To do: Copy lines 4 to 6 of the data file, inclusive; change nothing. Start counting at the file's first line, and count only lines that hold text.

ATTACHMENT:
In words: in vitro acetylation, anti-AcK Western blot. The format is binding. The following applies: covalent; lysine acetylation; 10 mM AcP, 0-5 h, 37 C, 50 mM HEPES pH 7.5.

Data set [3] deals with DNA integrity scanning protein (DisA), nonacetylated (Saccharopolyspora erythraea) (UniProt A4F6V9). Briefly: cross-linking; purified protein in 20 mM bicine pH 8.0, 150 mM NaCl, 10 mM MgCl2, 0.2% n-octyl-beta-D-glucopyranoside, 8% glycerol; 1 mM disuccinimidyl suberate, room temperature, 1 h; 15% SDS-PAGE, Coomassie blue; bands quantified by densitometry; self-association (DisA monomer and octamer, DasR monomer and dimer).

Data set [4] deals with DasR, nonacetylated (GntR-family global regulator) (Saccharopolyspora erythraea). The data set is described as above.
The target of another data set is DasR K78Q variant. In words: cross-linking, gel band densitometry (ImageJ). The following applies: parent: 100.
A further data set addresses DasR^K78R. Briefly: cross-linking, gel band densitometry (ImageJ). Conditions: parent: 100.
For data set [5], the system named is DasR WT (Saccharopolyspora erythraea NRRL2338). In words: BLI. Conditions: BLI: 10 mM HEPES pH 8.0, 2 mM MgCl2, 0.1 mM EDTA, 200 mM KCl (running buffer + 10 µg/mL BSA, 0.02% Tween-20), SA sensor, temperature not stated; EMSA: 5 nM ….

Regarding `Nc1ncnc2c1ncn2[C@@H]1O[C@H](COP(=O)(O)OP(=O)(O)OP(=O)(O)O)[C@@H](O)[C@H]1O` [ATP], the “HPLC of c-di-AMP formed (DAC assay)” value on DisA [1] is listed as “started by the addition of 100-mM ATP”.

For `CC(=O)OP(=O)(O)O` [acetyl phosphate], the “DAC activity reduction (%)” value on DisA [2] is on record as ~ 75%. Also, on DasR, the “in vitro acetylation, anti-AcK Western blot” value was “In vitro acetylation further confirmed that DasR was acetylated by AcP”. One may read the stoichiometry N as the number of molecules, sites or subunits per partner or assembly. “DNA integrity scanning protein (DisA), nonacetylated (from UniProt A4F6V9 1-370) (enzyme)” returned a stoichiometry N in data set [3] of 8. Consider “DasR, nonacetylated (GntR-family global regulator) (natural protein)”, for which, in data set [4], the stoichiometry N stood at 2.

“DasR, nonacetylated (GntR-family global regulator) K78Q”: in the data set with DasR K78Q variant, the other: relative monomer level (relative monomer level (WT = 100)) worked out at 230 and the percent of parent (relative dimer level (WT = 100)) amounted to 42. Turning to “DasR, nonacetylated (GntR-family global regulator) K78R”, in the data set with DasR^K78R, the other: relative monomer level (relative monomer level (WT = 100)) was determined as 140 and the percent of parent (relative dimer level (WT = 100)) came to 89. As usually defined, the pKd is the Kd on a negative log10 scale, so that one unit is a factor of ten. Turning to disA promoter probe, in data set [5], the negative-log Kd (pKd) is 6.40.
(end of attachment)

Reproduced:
The target of another data set is DasR K78Q variant. In words: cross-linking, gel band densitometry (ImageJ). The following applies: parent: 100.
A further data set addresses DasR^K78R. Briefly: cross-linking, gel band densitometry (ImageJ). Conditions: parent: 100.
For data set [5], the system named is DasR WT (Saccharopolyspora erythraea NRRL2338). In words: BLI. Conditions: BLI: 10 mM HEPES pH 8.0, 2 mM MgCl2, 0.1 mM EDTA, 200 mM KCl (running buffer + 10 µg/mL BSA, 0.02% Tween-20), SA sensor, temperature not stated; EMSA: 5 nM ….